03/18/2010 05:12 am ET Updated May 25, 2011

Too Poor For Insurance, Too Rich For Free Help

As part of its Bearing Witness 2.0 project, the Huffington Post is rounding up a few of the best local stories of the day.

Bryan Rupp reports for Southeast Texas's KBMT that Stacy Campbell has liver cancer. He's unemployed and too poor to buy his own health insurance -- but he's too rich for free help.

Campbell's wife, Janel, makes too much money for the family to qualify for the county-sponsored indigent health plan, reported KBMT. "You can't own a vehicle and you can't make over $250 a month to qualify for help" said Janel. Officials in Orange County, Texas, only provide healthcare to individuals earning less than 21 percent of the federal poverty limit. That means that any couple earning more than $3,060 per year don't qualify for the public services. Montrose Patient Advocates, which assists people like the Campbells, often refers patients outside of the county, to areas of the state with more inclusive social services.


Some people have started panning and sifting for gold as an alternative way to make money, reports Kirsten Valle for the Charlotte Observer. The price of gold is at an all-time high compared to the dollar and jobs are hard to come by, which has turned some locals into amateur gold prospectors.

"We've got a tremendous amount of new people showing up because they're unemployed or underemployed and are trying to supplement their income," said Jeff Pickett, owner of the Cotton Patch mine in New London, N.C. "We're seeing the start of a new gold rush." One man reporting bringing in up to $175 worth of tiny gold flakes per day, which works out to a $63,000 yearly wage.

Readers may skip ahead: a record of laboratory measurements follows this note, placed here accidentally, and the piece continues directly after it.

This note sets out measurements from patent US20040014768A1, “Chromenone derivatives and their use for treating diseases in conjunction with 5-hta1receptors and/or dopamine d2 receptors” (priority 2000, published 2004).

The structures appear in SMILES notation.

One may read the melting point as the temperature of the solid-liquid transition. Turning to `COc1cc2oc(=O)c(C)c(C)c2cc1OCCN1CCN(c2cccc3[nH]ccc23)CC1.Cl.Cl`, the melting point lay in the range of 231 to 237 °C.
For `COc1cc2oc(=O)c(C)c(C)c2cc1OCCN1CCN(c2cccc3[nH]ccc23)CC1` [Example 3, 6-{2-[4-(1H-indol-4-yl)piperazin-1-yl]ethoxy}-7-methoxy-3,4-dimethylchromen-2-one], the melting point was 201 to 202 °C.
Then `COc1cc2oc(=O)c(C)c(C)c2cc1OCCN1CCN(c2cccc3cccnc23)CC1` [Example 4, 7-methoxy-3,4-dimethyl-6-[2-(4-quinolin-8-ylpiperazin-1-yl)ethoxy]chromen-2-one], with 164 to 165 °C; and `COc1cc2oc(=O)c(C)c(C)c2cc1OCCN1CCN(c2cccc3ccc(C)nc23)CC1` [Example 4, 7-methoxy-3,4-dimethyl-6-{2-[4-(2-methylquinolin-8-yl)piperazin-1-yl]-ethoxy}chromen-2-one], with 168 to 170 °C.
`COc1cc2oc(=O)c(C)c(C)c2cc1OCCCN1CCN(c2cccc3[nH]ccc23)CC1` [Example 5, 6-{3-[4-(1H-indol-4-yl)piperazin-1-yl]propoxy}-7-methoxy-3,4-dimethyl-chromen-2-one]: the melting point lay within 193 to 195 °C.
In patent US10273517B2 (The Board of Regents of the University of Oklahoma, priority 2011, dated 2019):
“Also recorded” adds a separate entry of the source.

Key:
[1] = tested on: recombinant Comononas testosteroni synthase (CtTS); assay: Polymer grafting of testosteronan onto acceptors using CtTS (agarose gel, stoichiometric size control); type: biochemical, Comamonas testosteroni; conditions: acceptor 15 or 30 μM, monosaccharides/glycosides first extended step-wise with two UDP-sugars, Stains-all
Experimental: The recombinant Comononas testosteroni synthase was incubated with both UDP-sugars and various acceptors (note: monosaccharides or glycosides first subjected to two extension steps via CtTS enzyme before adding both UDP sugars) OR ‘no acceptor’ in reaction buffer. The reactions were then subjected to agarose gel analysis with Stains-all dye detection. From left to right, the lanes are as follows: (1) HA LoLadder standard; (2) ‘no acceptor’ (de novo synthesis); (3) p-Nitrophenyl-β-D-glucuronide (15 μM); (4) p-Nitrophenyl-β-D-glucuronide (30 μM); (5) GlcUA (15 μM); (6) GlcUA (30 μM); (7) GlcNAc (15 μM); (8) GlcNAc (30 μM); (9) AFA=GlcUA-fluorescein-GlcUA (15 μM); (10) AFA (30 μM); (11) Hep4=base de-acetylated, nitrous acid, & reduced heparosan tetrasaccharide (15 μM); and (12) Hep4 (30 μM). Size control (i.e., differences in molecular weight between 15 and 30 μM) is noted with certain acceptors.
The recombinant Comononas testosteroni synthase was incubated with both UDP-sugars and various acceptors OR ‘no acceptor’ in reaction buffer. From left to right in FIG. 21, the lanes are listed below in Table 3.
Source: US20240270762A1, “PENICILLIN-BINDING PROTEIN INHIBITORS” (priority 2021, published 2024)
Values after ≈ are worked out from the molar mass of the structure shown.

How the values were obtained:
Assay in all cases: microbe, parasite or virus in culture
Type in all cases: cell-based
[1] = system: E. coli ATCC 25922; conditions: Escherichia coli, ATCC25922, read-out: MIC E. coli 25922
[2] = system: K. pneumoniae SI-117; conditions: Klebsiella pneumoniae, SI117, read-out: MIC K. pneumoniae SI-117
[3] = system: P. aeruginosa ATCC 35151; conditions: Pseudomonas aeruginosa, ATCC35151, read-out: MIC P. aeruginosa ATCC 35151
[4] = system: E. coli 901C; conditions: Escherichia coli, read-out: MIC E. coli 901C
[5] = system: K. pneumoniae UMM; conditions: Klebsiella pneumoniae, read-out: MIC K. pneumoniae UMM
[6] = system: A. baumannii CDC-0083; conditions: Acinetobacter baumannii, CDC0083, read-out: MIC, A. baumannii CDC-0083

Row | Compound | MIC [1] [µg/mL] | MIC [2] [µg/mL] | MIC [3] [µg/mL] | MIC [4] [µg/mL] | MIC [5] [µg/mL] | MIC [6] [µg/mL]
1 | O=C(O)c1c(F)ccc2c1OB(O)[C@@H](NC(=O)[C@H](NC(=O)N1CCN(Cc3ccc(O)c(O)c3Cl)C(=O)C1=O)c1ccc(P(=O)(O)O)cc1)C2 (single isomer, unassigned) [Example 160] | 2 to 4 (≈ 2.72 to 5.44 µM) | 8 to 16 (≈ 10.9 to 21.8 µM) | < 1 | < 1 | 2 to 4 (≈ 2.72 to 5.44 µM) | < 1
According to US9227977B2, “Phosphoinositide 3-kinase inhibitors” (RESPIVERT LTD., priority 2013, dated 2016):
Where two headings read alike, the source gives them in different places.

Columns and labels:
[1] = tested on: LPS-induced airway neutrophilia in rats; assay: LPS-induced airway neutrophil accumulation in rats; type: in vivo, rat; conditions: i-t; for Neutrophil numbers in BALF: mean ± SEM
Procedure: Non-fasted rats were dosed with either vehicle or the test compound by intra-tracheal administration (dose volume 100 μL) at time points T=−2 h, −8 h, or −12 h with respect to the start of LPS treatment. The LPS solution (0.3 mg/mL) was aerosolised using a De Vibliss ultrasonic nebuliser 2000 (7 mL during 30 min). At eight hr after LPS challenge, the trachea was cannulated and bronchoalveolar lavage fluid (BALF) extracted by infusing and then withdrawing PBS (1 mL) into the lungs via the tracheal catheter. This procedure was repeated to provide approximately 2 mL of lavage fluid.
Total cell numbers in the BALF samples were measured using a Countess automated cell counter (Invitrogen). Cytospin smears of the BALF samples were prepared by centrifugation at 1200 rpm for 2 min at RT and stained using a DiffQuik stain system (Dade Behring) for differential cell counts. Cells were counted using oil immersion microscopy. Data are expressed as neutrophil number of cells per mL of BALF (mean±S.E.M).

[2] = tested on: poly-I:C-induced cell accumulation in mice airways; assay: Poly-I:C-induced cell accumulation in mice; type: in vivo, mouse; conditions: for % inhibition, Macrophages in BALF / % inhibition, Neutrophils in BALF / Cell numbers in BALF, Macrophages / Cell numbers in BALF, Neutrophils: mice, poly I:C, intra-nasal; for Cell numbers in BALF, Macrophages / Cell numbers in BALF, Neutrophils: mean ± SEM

A lawyer has filed a class-action lawsuit alleging that tens of thousands of foreclosures in metropolitan Detroit were filed illegally, making them invalid. Paul Egan of the Detroit News reports that the lawsuit, filed on behalf of 46 plaintiffs, has implications to nullify hundreds of thousands of foreclosures across the state which may have been improperly filed.

The claim is based around a technicality: according to state law, the county sheriff needs to sign the deeds for properties that the court sells off after a foreclosure, but in many cases the undersheriff signed instead. "It's a hyper-technical argument, but it's due process," said Paul Nicoletti, the filing attorney.


An overflow homeless shelter that opened just this week in Springfield, Ill., has already projected it will soon have to turn people away as the homeless population rises. Patrick Yeagle, of the Illinois Times, reports that the shelter, which is active from Nov. 1 to April 30 each year when the weather gets cold, houses 50 beds, but that is projected to be too few. "We will get creative and develop another option," when space runs out, said shelter director Archie Form, "but right now there is no other option."


Helen Altonn of the Honolulu Star Bulletin reports that Hawaii's 16 hospitals have gone $187 million into debt over the last year because of expensive medical care and unemployed patients. That number is only expected to rise as unemployment benefits and temporary COBRA benefits run out. "A lot of changes are coming and they're not going to add to the system; they're going to take away," said Terri Fuji, managing partner at an accounting firm that evaluated the losses. "We don't know exactly the impact, but it's negative."

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